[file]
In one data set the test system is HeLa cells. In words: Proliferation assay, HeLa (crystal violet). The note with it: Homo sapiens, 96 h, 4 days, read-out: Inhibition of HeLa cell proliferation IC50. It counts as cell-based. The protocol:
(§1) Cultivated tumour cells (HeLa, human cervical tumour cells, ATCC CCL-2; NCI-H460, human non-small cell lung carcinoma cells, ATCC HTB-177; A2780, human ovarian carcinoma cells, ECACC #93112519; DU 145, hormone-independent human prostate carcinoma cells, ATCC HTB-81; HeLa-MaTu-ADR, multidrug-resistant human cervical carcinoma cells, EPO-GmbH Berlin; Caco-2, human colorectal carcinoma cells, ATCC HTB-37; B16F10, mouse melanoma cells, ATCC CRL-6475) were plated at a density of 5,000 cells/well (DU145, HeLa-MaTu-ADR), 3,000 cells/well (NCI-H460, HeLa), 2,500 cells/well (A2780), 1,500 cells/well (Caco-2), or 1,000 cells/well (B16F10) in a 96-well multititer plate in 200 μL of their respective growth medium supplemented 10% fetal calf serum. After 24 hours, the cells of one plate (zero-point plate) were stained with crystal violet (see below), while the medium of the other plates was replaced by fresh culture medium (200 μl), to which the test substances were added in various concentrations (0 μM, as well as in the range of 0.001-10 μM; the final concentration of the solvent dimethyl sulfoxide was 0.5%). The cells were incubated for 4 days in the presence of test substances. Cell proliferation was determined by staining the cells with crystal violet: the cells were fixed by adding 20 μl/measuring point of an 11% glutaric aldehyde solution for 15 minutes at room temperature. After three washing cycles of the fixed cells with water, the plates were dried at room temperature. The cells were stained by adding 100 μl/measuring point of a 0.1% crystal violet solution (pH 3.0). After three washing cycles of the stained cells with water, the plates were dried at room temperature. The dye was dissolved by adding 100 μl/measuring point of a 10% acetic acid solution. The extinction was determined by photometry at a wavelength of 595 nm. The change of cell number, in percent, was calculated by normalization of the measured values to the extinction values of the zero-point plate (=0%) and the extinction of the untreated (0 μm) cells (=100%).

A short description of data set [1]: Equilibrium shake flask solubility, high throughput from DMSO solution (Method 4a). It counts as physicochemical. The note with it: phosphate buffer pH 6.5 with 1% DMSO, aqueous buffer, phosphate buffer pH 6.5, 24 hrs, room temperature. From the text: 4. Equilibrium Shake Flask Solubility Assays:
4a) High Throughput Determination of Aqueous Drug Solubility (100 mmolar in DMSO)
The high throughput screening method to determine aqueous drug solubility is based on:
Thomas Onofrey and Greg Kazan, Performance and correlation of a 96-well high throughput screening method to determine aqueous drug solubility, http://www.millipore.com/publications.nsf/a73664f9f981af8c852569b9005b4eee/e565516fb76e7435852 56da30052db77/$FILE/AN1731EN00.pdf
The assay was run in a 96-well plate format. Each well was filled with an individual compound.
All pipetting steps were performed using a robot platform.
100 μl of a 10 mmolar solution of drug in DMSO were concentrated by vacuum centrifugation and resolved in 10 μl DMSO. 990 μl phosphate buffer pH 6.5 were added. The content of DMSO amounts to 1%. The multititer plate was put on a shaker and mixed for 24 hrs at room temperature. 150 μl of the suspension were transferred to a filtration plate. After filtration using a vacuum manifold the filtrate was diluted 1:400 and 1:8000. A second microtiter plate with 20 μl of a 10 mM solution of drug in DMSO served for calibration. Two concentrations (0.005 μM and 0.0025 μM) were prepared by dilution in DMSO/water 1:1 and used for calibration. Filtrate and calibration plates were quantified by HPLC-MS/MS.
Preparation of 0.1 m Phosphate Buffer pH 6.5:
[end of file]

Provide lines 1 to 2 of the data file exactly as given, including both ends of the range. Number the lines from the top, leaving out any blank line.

In one data set the test system is HeLa cells. In words: Proliferation assay, HeLa (crystal violet). The note with it: Homo sapiens, 96 h, 4 days, read-out: Inhibition of HeLa cell proliferation IC50. It counts as cell-based. The protocol:
(§1) Cultivated tumour cells (HeLa, human cervical tumour cells, ATCC CCL-2; NCI-H460, human non-small cell lung carcinoma cells, ATCC HTB-177; A2780, human ovarian carcinoma cells, ECACC #93112519; DU 145, hormone-independent human prostate carcinoma cells, ATCC HTB-81; HeLa-MaTu-ADR, multidrug-resistant human cervical carcinoma cells, EPO-GmbH Berlin; Caco-2, human colorectal carcinoma cells, ATCC HTB-37; B16F10, mouse melanoma cells, ATCC CRL-6475) were plated at a density of 5,000 cells/well (DU145, HeLa-MaTu-ADR), 3,000 cells/well (NCI-H460, HeLa), 2,500 cells/well (A2780), 1,500 cells/well (Caco-2), or 1,000 cells/well (B16F10) in a 96-well multititer plate in 200 μL of their respective growth medium supplemented 10% fetal calf serum. After 24 hours, the cells of one plate (zero-point plate) were stained with crystal violet (see below), while the medium of the other plates was replaced by fresh culture medium (200 μl), to which the test substances were added in various concentrations (0 μM, as well as in the range of 0.001-10 μM; the final concentration of the solvent dimethyl sulfoxide was 0.5%). The cells were incubated for 4 days in the presence of test substances. Cell proliferation was determined by staining the cells with crystal violet: the cells were fixed by adding 20 μl/measuring point of an 11% glutaric aldehyde solution for 15 minutes at room temperature. After three washing cycles of the fixed cells with water, the plates were dried at room temperature. The cells were stained by adding 100 μl/measuring point of a 0.1% crystal violet solution (pH 3.0). After three washing cycles of the stained cells with water, the plates were dried at room temperature. The dye was dissolved by adding 100 μl/measuring point of a 10% acetic acid solution. The extinction was determined by photometry at a wavelength of 595 nm. The change of cell number, in percent, was calculated by normalization of the measured values to the extinction values of the zero-point plate (=0%) and the extinction of the untreated (0 μm) cells (=100%).